Equality Fashion Week launched at Montrose West Hollywood last week, shining a spotlight on six local LGBTQ+ fashion designers and focusing on representation in all its forms. On the rooftop of the recently rebranded boutique hotel (formerly Le Montrose Suite Hotel), models strutted along an inclined runway that featured every color of the pride flag.
This inaugural indie event drew a crowd of about 150 to its opening-night festivities, with attendees representing every part of the queer spectrum. “We’re here tonight to showcase our talent and be happy about who we are!” roared host Carmen Carrera, a model, trans activist and former “RuPaul’s Drag Race” contestant.
Sharpe Suiting sent out natty jackets and trousers in shades of gray, herringbone and gem tones. From femme power suits to bare chest-baring blazers, models showed off sleek lines that gave even the most petite frames a dose of outsize swagger.
By contrast, Lior Boroda seized upon a theme of divine fantasy, showing feathered headdresses, pastel metallic bustiers and lacy floor-length petticoats that transformed models into ethereal dreamscape divas.
Fem/Haus celebrated femme visibility, versatility and body positivity with jet black pieces that alternated among functional and fantastical and fetish.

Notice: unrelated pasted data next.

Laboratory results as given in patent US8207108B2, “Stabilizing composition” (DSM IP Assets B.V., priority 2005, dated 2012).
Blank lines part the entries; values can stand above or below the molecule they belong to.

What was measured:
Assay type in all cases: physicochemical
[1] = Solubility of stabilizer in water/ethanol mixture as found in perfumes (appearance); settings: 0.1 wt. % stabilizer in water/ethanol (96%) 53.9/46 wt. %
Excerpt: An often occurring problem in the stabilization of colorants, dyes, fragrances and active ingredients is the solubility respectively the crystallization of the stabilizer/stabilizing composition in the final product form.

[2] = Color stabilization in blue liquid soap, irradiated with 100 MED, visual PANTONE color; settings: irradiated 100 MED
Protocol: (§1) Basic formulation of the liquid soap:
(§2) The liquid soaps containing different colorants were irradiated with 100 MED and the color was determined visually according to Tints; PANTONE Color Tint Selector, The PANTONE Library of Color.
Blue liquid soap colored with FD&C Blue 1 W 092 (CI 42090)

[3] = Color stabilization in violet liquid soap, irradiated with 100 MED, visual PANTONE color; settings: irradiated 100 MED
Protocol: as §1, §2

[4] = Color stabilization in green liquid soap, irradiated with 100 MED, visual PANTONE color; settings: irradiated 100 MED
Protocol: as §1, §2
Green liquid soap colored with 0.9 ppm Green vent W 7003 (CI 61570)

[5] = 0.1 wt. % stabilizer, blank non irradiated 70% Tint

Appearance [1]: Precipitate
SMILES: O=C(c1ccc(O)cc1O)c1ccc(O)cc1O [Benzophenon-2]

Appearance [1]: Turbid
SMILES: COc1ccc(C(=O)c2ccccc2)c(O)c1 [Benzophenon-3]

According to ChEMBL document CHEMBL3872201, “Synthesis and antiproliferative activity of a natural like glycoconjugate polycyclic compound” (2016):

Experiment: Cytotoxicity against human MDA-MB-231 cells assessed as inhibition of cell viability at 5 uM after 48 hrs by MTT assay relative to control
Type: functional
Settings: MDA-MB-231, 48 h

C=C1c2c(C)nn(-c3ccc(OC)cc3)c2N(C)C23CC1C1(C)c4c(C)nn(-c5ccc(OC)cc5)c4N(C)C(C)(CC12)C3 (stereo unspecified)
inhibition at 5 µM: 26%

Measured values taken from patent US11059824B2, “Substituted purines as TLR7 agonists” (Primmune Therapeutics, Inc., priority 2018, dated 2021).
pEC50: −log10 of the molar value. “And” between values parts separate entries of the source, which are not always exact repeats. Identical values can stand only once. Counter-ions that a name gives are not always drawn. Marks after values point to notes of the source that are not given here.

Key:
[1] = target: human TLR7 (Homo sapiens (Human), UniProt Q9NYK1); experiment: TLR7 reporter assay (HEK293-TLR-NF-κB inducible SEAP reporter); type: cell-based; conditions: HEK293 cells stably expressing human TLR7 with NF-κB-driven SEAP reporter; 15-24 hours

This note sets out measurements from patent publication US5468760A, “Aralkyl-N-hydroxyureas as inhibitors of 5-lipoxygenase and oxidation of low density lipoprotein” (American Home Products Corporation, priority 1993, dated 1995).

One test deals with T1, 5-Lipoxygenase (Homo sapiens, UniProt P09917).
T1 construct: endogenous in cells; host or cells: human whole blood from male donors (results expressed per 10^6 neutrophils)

Dapper Boi offered up gender-neutral shirting that accommodates both full breasts and barrel chests. A few models walked out shirtless to show off jeans that offer what many traditional women’s jeans don’t — deep, fully-functional pockets and waistbands that don’t gap. And for the label’s final look? A ball cap, T-shirt and accompanying shower of stickers, all proclaiming “I’m not a boy” in bold letters.
The event also featured performances by LGBTQ+ musical acts and a peacocking, crowd-working drag king.
EFW is the brainchild of NiK Kacy, a local accessories designer with a corporate event-planning pedigree who sought to carve a niche that was separate from the concurrent Los Angeles Fashion Week and the city’s other fashion weeks.
“Even though we know that there’s a lot of queer people in the fashion industry, when you look at the runway, predominantly, it’s not as diverse and inclusive as it should be,” they said in a phone interview a few hours before the event.
Kacy, who identifies as transmasculine and non-binary, felt that L.A. was in dire need of an LGBTQ+-focused fashion week similar to events they’d attended in New York and the Bay Area.
In L.A., they said, “there’s no time period dedicated to queer designers, models, producers, DJs — everyone that’s involved in our community, who has so much talent to offer, but they’re often underpaid and not as represented.”
In addition to its Friday night debut, the schedule included four successive nights of pop-up experiences at the Montrose. There, shoppers could purchase looks shown at opening night, including pieces from Stuzo Clothing’s bold streetwear line, Kacy’s own collection of gender-equal luxury footwear, plus a few local brands not featured on the runway.
“Most of the focus has been given to people of color, people who are trans or non-binary representing, body positive and age positive,” Kacy said. “We’re trying to be very inclusive and give people who are the most under-represented the first priority.”